George Bayntun - The Bindery
Manvers Street, Bath
|A Tale of a Tub by Jonathan Swift|
It’s nearly been two years since I was working on my dissertation. It’s crazy to think about it now. I used to volunteer at the museum I based my project on and I could recite the intricate details of my work to the public. Stuff about really specific books found in the collection library which was the subject of my project.
Of course, soon after I handed my dissertation in I forgot all of the facts. But there were some questions left unanswered from the project.
A few of the books in the Holburne Museum Library contain a binder’s mark – ‘Bound by Rivere’. So I went to George Bayntun, who incorporated the Rivere bindery in the 1930s.
|Bound by Rivere|
It would have been extremely useful to have any records of any bindings commissioned by William Holburne, the man who had collected various pieces throughout his life. Unfortunately, their records were destroyed when Bath wasbombed during the war.
Despite the initial disappointment of finding out there was nothing I was thrilled to be invited to have a look around the bindery.
My heart beat furiously when I was allowed to step over the threshold of the bindery. High above me the ceiling loomed, and I was immediately struck by the cool mint green walls and the wonderful. Intriguing smells that permeated my nostrils: the smell of leather from all sorts of different animals and the rolls of paper and that wonderful smell of old books.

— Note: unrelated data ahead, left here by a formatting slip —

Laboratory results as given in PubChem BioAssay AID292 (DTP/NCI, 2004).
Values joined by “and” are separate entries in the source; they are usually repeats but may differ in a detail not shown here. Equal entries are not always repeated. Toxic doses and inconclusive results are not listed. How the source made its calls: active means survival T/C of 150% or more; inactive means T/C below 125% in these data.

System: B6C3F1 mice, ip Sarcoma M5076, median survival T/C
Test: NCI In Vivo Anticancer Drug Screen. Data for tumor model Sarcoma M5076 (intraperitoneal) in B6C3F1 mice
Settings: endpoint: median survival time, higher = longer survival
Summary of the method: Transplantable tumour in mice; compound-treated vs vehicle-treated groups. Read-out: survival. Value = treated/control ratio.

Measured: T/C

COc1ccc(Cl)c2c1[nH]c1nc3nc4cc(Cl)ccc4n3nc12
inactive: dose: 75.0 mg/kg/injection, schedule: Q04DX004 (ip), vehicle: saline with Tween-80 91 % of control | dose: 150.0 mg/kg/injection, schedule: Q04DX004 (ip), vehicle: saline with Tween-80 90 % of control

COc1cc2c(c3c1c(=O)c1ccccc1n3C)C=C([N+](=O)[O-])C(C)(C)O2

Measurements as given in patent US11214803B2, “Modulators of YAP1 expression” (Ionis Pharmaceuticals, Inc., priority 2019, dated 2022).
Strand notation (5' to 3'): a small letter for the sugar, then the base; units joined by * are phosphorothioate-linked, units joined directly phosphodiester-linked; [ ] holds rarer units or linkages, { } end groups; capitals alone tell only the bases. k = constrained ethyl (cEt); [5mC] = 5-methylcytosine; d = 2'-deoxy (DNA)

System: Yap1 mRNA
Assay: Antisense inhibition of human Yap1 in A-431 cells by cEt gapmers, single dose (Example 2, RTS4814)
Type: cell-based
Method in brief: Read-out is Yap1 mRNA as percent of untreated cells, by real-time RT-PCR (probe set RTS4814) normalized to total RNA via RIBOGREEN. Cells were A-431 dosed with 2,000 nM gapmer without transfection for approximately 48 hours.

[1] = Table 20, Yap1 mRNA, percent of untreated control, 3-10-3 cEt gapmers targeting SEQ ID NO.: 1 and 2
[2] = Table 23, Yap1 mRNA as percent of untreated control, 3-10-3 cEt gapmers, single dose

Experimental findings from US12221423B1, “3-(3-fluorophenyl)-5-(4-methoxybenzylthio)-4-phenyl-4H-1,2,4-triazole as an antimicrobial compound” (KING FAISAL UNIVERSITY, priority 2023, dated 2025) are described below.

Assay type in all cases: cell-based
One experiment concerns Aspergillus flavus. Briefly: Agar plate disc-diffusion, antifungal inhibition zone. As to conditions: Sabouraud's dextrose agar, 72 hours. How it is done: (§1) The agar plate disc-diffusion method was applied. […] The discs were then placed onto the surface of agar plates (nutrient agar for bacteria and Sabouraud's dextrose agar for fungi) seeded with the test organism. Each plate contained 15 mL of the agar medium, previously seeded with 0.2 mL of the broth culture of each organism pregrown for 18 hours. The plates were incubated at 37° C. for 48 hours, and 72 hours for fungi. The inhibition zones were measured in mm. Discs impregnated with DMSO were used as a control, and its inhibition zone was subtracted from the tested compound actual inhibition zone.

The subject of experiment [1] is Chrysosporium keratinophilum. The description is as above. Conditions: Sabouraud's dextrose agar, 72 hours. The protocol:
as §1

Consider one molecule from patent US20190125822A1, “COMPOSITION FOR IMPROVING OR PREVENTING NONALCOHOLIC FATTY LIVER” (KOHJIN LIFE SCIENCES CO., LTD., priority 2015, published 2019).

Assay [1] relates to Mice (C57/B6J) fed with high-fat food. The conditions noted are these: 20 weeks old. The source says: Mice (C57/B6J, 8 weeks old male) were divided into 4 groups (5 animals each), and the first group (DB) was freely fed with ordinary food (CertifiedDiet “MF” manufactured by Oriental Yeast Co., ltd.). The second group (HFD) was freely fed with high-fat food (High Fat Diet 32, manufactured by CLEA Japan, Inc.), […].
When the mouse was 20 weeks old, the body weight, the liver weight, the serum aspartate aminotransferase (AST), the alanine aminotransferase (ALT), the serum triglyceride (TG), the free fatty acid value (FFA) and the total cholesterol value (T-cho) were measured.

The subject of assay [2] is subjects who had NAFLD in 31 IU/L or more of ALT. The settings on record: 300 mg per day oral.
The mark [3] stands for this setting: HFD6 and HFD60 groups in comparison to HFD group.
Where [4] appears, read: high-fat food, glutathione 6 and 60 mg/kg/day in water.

Sprawling before me hundreds of books sat in various states of repair. My gaze was immediately drawn to two copies of Andrew Lang’s Blue Fairy Book. These were sitting near and immense and old sewing table, equipped with frames and assorted materials. Hanging on the wall were reams of thread. Here, I met the sewer of the bindery, Nola Edwards, who told me the best way to start binding and figuring out the structure of old books was to take an old book apart and put it back together again. I went out and found a really cheap book which I’m still working on, facing a variety of challenges and discovering a lot.
|James and the Giant Peach|
I met other workers, too: Don Alexander, restorer, who was working at that moment with gold leaf, and showed me how delicate it was to work with. Derek Harris was creating magnificent wooden boxes shaped like books for presentation. I met a brilliant forwarder named Spike, Ian Luff, paper conservator, and Tony Evans, who was working on a beautiful first edition of Roald Dahl's James and the Giant Peach, and he showed me how he had composed his design. I saw it in the shop at a later date – it was absolutely stunning.
It was fantastic to see a large, working bindery and the cogs that make it work, and I loved the sense of completion and team work, the silence and skill that oozed from the place.
Among all the workers seeing all the binding equipment was wonderful, too – great hulking machines and presses that were hundreds of years old, rolls of leather and paper in a variety of colours and textures, and the hundreds of tools which the bindery is famous for.
I was truly enchanted and I forever dream about working with books in a place like that.
My dream may be coming a bit closer – In September, I am going to train to be a book conservator at West Dean College.